When I finally was able to return to the wardrobe build, it was time to square off the glued up panels for the sides & back, and cut the bottom and top to size as well. On the side panels, I also cut the arch that forms the feet of the cabinet. But before I could assemble it, I had to go back to finishing it again. If you recall, the panels were finished, but the rails and stiles were not. Instead of doing assembly first, then finishing them in place, it seemed easier to finish them as separate pieces now.
That meant taping off the panels, and then applying the dye and shellac to the rails and stiles, also avoiding the glue surfaces. Yup, you can it hear it in my (typing) voice - that was tedious. But again, the result was great, and FINALLY, assembly could proceed.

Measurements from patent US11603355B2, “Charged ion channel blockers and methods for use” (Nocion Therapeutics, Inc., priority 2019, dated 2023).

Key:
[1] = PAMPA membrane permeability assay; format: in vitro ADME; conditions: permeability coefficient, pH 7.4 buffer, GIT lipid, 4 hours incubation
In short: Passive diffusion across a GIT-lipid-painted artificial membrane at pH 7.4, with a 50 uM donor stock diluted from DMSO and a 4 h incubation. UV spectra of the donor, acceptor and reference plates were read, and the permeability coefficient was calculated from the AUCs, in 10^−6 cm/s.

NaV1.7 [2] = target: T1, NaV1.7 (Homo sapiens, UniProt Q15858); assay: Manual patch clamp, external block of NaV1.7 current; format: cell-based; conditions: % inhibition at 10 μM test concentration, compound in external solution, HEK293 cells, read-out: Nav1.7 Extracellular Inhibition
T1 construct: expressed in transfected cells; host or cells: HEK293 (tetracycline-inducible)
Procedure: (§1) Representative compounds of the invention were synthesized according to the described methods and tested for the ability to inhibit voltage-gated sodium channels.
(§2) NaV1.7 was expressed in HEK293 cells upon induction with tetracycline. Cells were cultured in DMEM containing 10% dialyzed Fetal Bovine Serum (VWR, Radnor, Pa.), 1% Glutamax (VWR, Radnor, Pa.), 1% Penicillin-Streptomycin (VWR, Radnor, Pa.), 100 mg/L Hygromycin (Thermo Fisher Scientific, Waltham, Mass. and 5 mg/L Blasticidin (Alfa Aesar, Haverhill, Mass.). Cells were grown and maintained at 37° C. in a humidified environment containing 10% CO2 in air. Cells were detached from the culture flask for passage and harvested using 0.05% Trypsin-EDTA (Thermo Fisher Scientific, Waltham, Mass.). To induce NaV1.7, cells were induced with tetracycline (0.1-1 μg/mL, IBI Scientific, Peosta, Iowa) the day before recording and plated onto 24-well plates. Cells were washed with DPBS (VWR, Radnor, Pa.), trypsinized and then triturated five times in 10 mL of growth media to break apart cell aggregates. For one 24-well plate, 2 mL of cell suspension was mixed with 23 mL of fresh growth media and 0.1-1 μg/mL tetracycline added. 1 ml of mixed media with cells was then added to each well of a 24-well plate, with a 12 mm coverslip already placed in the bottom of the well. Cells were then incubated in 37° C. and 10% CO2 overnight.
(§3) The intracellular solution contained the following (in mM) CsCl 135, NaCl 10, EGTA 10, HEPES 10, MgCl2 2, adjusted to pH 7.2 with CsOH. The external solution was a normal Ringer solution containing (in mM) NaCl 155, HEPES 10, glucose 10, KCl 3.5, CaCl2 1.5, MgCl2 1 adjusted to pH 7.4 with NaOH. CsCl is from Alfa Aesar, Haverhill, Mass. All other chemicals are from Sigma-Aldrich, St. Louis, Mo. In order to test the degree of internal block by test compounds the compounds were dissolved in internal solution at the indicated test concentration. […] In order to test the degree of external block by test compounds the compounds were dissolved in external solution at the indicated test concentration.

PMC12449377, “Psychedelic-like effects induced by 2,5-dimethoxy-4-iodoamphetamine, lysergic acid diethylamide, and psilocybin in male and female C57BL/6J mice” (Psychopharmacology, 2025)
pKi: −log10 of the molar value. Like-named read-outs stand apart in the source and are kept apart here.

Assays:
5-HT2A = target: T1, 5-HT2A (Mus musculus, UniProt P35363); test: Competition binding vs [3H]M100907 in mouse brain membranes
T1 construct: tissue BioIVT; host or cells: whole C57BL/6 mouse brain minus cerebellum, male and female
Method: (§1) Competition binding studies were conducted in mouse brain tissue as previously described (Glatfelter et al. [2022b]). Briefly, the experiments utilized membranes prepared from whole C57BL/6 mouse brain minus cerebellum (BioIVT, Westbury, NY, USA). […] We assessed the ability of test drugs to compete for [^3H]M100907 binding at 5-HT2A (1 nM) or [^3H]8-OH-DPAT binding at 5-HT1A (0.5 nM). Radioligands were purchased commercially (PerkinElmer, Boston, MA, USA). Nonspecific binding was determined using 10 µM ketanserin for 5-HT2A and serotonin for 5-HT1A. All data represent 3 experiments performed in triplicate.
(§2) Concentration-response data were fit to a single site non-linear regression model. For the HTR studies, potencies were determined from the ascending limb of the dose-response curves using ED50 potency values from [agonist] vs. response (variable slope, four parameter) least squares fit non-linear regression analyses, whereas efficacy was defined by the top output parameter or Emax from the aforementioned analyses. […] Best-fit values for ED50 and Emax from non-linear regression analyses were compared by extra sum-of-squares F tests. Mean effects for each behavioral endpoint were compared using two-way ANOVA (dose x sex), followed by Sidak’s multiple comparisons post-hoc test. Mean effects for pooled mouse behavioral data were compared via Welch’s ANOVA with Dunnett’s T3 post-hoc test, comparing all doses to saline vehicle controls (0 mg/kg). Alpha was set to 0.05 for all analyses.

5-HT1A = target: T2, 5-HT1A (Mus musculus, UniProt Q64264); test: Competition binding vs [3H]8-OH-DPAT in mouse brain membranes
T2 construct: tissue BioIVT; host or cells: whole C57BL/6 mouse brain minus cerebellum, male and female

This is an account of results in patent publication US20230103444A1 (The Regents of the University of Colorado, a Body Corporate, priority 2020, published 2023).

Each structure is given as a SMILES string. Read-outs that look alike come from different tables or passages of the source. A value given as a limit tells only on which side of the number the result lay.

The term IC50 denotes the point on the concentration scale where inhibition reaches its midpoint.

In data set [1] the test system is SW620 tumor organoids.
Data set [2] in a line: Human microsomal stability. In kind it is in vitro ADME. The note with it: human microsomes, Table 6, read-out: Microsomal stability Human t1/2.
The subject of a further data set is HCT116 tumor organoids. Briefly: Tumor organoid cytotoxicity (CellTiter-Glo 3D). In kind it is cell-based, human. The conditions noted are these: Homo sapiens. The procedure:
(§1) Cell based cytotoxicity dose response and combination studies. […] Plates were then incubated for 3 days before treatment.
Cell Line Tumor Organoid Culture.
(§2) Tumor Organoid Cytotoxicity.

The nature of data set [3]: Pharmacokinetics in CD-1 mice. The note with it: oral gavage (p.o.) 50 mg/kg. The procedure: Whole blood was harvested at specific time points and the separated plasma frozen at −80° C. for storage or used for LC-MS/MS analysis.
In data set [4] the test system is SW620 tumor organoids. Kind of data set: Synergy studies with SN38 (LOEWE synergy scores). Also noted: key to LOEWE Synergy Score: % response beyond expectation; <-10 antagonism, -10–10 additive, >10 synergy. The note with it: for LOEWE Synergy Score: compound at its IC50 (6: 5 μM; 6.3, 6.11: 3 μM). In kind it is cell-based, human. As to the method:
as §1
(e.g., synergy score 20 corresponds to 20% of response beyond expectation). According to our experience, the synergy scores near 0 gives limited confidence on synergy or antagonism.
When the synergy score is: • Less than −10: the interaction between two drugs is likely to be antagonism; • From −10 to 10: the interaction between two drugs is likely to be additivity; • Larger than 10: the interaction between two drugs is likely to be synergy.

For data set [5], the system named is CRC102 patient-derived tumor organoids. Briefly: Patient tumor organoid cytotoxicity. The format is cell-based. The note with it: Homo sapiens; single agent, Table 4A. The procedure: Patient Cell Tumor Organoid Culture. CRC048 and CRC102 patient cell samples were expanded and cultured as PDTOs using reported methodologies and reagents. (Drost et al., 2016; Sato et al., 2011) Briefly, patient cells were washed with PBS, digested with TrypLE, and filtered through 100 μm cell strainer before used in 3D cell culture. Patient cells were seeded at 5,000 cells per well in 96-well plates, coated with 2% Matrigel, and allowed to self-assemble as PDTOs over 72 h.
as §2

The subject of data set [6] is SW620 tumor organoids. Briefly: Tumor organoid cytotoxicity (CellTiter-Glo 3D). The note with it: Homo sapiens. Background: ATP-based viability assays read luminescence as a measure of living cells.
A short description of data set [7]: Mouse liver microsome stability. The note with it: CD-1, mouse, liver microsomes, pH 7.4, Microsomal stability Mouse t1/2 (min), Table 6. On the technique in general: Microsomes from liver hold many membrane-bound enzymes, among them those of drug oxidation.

The assembly finally revealed the true size of this thing - big. It took quite a few clamps. The bottom and top were attached using screws to cleats, and the arched stretchers in the front and back were attached with pocket screws.
Here's the result, with the center divider set in place and braced temporarily.
The assembly was placed on a wheeled dolly so I could scoot it around my shop as needed, and this proved really handy.
I could now contemplate the remaining build: drawer dividers, the doors, hardware, and the sliding clothes hanger. One thing left out at me when looking at the drawer dividers: this is going to heavy as well as big. The plans show the six drawer dividers as being made of solid stock, from the front to the back for the drawer side. That's about six more pieces of 22"22" 3/4" oak, in addition to the solid oak center divider. As the drawers are going to slide on side runners, solid full depth dividers seemed like overkill. So I re-designed them to be just 4" deep dividers. This made a lot more sense to me. The drawer dividers were attached to the side with pocket screws.
I took this moment to make the sliding clothes hanger for the right side. This was a lot of fun, for some reason.
Next up: drawers, doors, home stretch.